Anyway, we met Gareth the next night about an hour or two before sunset. He was a friendly old man full of anecdotes and facts who took us along to the badgers' home - a sett in the corner of a field beneath a giant oak tree that was some way off the beaten track. It's worth mentioning at this point that badger setts are protected by law, and normally you're not allowed to walk on them. However, Gareth has been visiting the sett for over 25 years and has obtained special permission to spend time here, and to show visitors, with the aim of educating people, so we were able to get up close without breaking any laws.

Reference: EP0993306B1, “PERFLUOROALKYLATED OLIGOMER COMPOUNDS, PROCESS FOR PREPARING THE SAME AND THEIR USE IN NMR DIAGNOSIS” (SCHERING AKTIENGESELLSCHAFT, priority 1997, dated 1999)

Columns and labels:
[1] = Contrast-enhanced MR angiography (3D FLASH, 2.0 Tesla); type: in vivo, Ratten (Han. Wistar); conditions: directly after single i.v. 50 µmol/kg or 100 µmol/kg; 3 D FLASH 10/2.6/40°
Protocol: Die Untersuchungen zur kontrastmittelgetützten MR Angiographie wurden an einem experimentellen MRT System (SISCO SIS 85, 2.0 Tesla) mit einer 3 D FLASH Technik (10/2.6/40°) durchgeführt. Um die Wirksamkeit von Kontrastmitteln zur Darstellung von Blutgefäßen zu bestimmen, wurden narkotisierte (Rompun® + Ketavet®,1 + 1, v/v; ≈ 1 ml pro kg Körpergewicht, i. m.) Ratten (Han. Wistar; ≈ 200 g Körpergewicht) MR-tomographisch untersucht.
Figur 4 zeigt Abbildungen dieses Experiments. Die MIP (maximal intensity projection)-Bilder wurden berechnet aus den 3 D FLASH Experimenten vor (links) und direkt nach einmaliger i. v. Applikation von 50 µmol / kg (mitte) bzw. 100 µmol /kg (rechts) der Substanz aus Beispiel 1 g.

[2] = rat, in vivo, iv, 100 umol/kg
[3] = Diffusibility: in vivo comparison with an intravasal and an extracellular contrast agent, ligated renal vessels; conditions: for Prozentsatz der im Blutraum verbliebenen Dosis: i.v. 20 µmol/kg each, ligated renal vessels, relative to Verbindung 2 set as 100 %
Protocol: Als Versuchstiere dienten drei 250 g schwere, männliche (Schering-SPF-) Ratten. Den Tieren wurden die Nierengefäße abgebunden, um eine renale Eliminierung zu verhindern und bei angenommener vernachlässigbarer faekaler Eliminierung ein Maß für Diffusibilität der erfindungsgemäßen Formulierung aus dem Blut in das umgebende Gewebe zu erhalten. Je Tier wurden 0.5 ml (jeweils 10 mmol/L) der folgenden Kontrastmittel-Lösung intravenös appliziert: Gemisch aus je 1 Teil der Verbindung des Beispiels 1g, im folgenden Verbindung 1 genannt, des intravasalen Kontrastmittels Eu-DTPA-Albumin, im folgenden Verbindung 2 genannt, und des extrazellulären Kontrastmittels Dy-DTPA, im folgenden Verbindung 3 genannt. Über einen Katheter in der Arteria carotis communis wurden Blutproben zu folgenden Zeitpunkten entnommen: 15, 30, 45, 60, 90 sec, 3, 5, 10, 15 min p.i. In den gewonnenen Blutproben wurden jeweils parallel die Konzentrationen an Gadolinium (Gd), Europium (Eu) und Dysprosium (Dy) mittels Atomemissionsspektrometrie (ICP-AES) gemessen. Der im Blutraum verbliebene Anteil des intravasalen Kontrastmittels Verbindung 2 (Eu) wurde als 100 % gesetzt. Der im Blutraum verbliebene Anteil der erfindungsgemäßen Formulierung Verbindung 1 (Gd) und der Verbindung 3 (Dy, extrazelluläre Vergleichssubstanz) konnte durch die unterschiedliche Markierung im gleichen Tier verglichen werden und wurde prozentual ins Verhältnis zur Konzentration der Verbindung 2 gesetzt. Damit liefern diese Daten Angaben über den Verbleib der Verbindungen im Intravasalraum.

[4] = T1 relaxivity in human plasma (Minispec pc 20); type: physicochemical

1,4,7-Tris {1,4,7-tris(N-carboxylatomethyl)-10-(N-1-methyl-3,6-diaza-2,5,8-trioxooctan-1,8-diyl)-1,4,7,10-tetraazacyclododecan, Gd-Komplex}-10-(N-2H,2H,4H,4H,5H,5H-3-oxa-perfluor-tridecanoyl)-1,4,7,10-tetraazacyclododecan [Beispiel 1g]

As we approached, what should happen but... yes! A little badger head popped out! The badger started sniffing the air and when he judged it was safe, out he came, scurrying along searching for food!

Look at his snout sniffing around!

Badgers have really bad eyesight, so they rely on smell to sense for danger. Normally the scent of humans would scare them right off, but as Gareth has been visiting the sett for so long and has gained the trust of several generations of this family of badgers, they are used to his scent, and even when other people are with him, they know it's safe to come out. He feeds them when he brings people along, and during the winter when food is scarce, but not all the time, as they are wild creatures, and he doesn't want them to rely on him or get fat and lazy.